A fascinating history, fine food, legendary music, superb art galleries and fine architecture – this cosmopolitan city has it all, says Anwer Bati.
As the capital of the once mighty Habsburg empire, which fell in 1918 after 400 years, Vienna flourished as the cultural heart of central Europe, and does so to this day. Most of the main attractions are clustered near the famous Ringstrasse, the grand 19thCentury boulevard surrounding the old town. Sights outside the centre can be easily reached by the excellent public transport system, relatively cheap taxis or Uber.
The Weekender: 48 Hours in Vienna
Vienna has many fine hotels, both grand and boutique, but the grand Imperial, just moments from Vienna’s famous Musikverein concert hall, is the choice of stars and heads of state. Right on the Ring and within easy walk of many sights, it’s also very well placed for public transport.
Once a princely palace – becoming a hotel in 1873 – the Imperial is to Vienna what Claridge’s is to London, steeped in history and character, with impeccable service and splendid, elegantly decorated rooms. Guests have included the Queen, Bill Clinton and Lady Gaga.
It is also known for its two excellent restaurants. The Café Imperial, where breakfast is served, is a local institution famous for its Wiener Schnitzel, while OPUS is more modern and gastronomic. marriott.co.uk
Vienna’s cafes are places where you can linger for hours over a coffee, and legendary for their cakes and pastries. Try Café Museum which, as the name suggests, is near the main museums; have the traditional goulash. Café Sperl, going from 1880 is even more atmospheric and charming. Behind the Opera House, Café Mozart is a handy place for a break. Nearby is the hotel Sacher, famous for its chocolate cake, but unfortunately the café is usually crammed. Many consider the torte at the Imperial superior, and you can also buy it, beautifully packaged, to bring back. The main museums and palaces all have good cafes where you can get a full meal as well as a drink.
Glacis Beisl is a very popular place for local specialities, including schnitzel and Tafelspitz (boiled veal or beef), with a garden for good weather. The classy Zum Schwarzen Kameel is a cheerful place with excellent Viennese food and service, and a popular shop selling snacks, sandwiches and gift items to take away.
For a completely different vibe, go to the lively Motto am Fluss, by the Danube Canal, in a recently trendy district. Upstairs is a café with a terrace, downstairs a more formal restaurant. Much of Vienna’s cuisine is firmly meat-based, but Wrenkh is a modern, youthful, largely vegetarian option. Sausages, or wurst, are a local favourite; one of the best places to find them is at the Bitzinger kiosk, by the Albertina museum.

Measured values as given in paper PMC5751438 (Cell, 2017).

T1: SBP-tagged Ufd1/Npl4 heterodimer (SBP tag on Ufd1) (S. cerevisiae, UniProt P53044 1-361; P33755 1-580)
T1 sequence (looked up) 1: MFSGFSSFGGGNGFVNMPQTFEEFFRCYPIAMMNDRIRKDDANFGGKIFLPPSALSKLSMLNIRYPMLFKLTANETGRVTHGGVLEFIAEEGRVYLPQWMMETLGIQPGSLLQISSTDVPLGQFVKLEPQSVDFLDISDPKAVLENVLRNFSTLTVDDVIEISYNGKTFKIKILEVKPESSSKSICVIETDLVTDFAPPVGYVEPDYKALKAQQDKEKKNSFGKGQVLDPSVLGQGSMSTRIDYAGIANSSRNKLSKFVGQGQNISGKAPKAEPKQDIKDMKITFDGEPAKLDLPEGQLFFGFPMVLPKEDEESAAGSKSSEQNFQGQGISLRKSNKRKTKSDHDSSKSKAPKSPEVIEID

You can easily spend half a day at the huge Hofburg palace, home of the Habsburgs since the 13th Century. Nearby in the Museums Quartier is the Kunsthistorisches Museum, one of the world’s finest art galleries, with regular special exhibitions.
Carol Reed’s great film, The Third Man, was set and mostly filmed in Vienna, and the private Third Man Museum celebrates it in depth The owner, Gerhard Strassgschwandtner, is also a guide and conducts tours of the city based on the movie.
At the Albertina, in a lovely former palace with impressive state rooms, the huge stock of drawings and prints has been augmented by recently acquired collections of modern and contemporary art. The Leopold museum has a fine, formerly private, collection of early 20thcentury Viennese art, including many works by Schiele, Klimt and Kokoschka.
Just walking along the Ring, around the Hofburg and the Museum Quarter will give you a great idea of the splendour of Imperial Vienna. In the old town lies the grand St Stephen’s cathedral, or Stephansdom, one of the centres of Vienna life since the 12thCentury. It’s near the famous Vienna Opera, where, even if you don’t see a performance, you can book a backstage tour. Close to the museums is the beautifully decorated Art Nouveau Secession building, which also hosts occasional exhibitions. You can also book to see performances or queue to see training sessions at the famous Spanish Riding School, with magnificent white Lipizaner horses. It also has a good souvenir shop.
Further afield is the magnificent Rococo Schönbrunn palace, the dynasty’s summer palace – built in the 17thCentury, where you can visit the rooms, and the equally impressive gardens. At the Belvedere (belvedere.at), the Baroque palace is in two parts, Upper and Lower, both set in formal gardens. In the upper part is a major collection of art including works by Monet, Schiele and Klimt’s The Kiss. The lower Belvedere is used for special exhibitions.
Gerstner, going since 1847, is the place for sweet treats and other tempting eats. Go to the so called ‘Golden Quarter’, in and around the Kohlmarkt, for luxury and designer shopping. At the Hofburg is the Imperial Shop, find a selection of high quality souvenirs and items made by traditional suppliers to the Habsburg court.
Double rooms with breakfast at the Hotel Imperial start at £480 a night.
BA has daily flights to Vienna; when you’re there it‘s well worth getting the Vienna City Card, providing free bus, tram and underground travel, discounts in museums, shops and restaurants, and several other benefits.